decided: April 22, 1974.
THE HONORABLE RAYMOND PACE ALEXANDER AND THE HONORABLE ROBERT V. BOLGER AND THE HONORABLE PETER F. HAGAN ON BEHALF OF THEMSELVES AND ALL OTHERS SIMILARLY SITUATED, PLAINTIFFS,
THE HONORABLE A. EVANS KEPHART, COURT ADMINISTRATOR, AND THE HONORABLE GRACE M. SLOAN, TREASURER OF THE COMMONWEALTH OF PENNSYLVANIA, DEFENDANTS
Original jurisdiction in case of The Honorable Raymond Pace Alexander, The Honorable Raymond V. Bolger and The Honorable Peter F. Hagan, on behalf of themselves and all others similarly situated, v. The Honorable A. Evans Kephart, Court Administrator, and The Honorable Grace M. Sloan, Treasurer of the Commonwealth of Pennsylvania.
Marvin Comisky, with him Alan C. Gershenson and, of counsel, Blank, Rome, Klaus & Comisky, for plaintiffs.
Melvin R. Shuster, Deputy Attorney General, with him Israel Packel, Attorney General, for defendants.
Isidor Ostroff, with him Ostroff & Lawler, for amicus curiae, Philadelphia Bar Association.
President Judge Bowman and Judges Crumlish, Jr., Kramer, Wilkinson, Jr., Mencer, Rogers and Blatt. Opinion by Judge Crumlish, Jr.
[ 13 Pa. Commw. Page 169]
Plaintiffs are three Retired Judges of the Courts of the Commonwealth who have brought the present action pursuant to Rule 2230 Pennsylvania Rules of Civil Procedure as members of the class of Retired Judges "called back to perform duties," on behalf of themselves and all other Retired Judges in the Commonwealth.*fn1
[ 13 Pa. Commw. Page 170]
Plaintiffs filed the instant action in Mandamus against the Court Administrator and the State Treasurer to compel payment to Retired Judges at the rate of $125 for each day of service. The Defendants filed Preliminary Objections, in the nature of a demurrer, to this Complaint in Mandamus which were overruled by an Opinion and Order of this Court filed November 2, 1973.*fn2 Plaintiffs then filed a Motion for Judgment on the Pleadings, alleging that the only issues in dispute are legal ones fully amplified in the pleadings and during oral argument on the Preliminary Objections before this Court. Defendants then filed a Motion for Summary Judgment with accompanying affidavits and exhibits.
The facts of this case are fully laid out in our opinion disposing of the Defendants' Preliminary Objections, so we do not feel compelled to again recite them.
The issue in this matter is whether Senate Resolution No. 100 which rejected the Commonwealth Compensation Commission report on proposed raises for the Executive, Legislative and Judicial Branches to the extent that such report increases the salary of any such person greater than $2500, applies to that part of the Commission's report on the proposed increase for Retired Judges from $75 to " $125 per court day."*fn3
Defendant argues, in effect, that any compensation which goes beyond reimbursement for expenses must be considered "salary." Since the $125 per court day paid to the Retired Judges exceeds expenses, this figure is not a "per diem" allowance but actually "salary."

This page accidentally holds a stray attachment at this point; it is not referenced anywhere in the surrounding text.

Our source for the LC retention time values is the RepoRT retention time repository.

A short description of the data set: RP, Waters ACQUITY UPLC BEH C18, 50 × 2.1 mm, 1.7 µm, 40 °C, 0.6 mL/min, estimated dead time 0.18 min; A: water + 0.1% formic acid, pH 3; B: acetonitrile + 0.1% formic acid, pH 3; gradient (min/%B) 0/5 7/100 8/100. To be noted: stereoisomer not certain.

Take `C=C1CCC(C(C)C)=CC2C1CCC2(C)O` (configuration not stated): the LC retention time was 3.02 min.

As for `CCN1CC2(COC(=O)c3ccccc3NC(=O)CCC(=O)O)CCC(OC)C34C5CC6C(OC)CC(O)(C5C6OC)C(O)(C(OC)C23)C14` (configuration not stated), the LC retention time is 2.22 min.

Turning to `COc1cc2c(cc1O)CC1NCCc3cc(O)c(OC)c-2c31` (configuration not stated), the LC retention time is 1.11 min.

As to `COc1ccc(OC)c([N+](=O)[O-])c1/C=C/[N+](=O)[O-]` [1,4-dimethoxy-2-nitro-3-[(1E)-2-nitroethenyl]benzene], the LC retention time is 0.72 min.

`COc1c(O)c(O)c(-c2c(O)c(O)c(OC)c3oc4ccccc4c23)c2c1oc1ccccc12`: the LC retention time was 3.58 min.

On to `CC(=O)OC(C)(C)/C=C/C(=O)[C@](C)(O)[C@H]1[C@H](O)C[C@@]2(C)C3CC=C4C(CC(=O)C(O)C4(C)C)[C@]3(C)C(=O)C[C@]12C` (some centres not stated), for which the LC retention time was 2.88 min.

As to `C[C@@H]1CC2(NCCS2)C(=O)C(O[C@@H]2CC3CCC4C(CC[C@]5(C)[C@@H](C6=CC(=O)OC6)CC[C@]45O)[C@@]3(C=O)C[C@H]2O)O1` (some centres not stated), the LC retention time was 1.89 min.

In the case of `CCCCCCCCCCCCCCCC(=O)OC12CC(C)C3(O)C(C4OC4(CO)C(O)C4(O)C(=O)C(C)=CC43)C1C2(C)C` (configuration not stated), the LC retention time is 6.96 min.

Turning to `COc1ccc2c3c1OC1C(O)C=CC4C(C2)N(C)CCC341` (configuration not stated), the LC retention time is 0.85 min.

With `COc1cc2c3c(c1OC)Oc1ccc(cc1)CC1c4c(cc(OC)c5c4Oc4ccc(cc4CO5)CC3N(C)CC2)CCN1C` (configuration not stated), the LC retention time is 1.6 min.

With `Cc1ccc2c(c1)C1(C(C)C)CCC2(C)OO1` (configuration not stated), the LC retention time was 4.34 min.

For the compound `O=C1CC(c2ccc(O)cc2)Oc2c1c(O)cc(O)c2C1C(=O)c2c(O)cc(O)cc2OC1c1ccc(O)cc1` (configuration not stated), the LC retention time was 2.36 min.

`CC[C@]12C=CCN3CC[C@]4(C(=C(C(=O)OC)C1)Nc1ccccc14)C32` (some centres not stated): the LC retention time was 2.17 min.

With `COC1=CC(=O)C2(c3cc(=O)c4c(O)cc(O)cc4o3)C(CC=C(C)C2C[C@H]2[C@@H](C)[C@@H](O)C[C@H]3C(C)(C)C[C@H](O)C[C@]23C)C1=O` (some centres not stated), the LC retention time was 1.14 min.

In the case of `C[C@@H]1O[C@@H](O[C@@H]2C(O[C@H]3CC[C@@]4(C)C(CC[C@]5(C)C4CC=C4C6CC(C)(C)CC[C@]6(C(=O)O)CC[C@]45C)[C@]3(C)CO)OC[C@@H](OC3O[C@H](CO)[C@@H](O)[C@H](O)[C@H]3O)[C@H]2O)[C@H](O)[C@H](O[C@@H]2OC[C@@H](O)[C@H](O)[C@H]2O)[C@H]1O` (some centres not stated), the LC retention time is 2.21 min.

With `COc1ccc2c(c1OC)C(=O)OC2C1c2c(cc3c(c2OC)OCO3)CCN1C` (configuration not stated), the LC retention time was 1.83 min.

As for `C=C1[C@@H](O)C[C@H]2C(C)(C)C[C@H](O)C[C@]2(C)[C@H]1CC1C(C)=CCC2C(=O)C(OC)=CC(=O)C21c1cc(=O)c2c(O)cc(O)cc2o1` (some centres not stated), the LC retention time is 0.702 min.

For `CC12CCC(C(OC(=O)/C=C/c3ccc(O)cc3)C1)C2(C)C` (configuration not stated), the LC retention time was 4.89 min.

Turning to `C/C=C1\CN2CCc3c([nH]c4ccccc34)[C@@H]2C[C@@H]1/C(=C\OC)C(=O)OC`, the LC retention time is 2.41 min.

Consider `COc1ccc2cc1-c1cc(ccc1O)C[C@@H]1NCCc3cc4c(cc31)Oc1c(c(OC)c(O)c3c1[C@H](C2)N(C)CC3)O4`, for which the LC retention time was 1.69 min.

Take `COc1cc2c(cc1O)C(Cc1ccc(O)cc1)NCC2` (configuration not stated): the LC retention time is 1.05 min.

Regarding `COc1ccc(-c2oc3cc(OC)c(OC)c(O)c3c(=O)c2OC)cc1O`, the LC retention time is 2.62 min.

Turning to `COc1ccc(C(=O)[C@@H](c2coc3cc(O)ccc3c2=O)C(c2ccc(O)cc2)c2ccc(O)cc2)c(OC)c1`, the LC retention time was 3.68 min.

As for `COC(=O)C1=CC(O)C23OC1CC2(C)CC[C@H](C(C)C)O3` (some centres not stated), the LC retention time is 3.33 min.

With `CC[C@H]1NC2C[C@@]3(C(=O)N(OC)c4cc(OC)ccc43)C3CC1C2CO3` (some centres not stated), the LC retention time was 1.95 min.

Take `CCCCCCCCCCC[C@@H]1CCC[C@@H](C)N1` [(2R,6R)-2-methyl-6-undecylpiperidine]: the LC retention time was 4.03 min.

[ 13 Pa. Commw. Page 171]
The Plaintiffs disagree that any compensation in excess of expenses must necessarily be defined as "salary" and contend that the figure of $125 per court day is a "per diem" allowance and therefore not at all affected by the General Assembly's limitation on an increase of "salary." We agree with Plaintiffs.
In the Act of June 16, 1971, P.L. 157, No. 8, as amended, 46 P.S. § 6, the legislation creating the Commonwealth Compensation Commission, the Commission was ordered to study, among other things, "salary" and "per diem" allotments of those in the three branches of government. Therefore it is clear that the Legislature recognizes a distinction in the terms.
We are fully confident, not only from the manner in which the Retired Judges' allotment was singled out in the report as "$125 per court day," which contrasted sharply with the various "salary" headings for other officials, but also from the special function and duties of these Retired Judges that the Commission was well aware that they were dealing with a per diem allotment and that the General Assembly was just as aware that this $125 per diem figure would be excluded from its limitation on increases of salary greater than $2500.
We have also reviewed the affidavits accompanying Defendants' Motion for Summary Judgment which show that Federal and State withholding tax and Federal Insurance Contribution Act payments were deducted from the compensation paid to the Plaintiffs. Since we do not agree with Defendants' premise that any compensation which exceeds actual expenses cannot be considered "per diem" but must be termed "salary," these affidavits add no substance to Defendants' position.
Accordingly, we enter the following
Now, this 22nd day of April, 1974, Plaintiffs' Motion for Judgment on the Pleadings is granted and judgment is hereby entered to Plaintiffs.
Plaintiffs' motion granted. Judgment entered for plaintiffs.